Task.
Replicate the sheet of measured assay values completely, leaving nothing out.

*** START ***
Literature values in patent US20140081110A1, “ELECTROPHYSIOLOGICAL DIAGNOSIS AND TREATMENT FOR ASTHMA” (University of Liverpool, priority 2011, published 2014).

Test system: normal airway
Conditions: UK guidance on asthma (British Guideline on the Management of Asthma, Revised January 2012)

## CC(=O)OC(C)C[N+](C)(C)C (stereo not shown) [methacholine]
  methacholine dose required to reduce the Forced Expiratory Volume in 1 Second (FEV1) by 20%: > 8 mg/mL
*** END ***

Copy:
Literature values in patent US20140081110A1, “ELECTROPHYSIOLOGICAL DIAGNOSIS AND TREATMENT FOR ASTHMA” (University of Liverpool, priority 2011, published 2014).

Test system: normal airway
Conditions: UK guidance on asthma (British Guideline on the Management of Asthma, Revised January 2012)

## CC(=O)OC(C)C[N+](C)(C)C (stereo not shown) [methacholine]
  methacholine dose required to reduce the Forced Expiratory Volume in 1 Second (FEV1) by 20%: > 8 mg/mL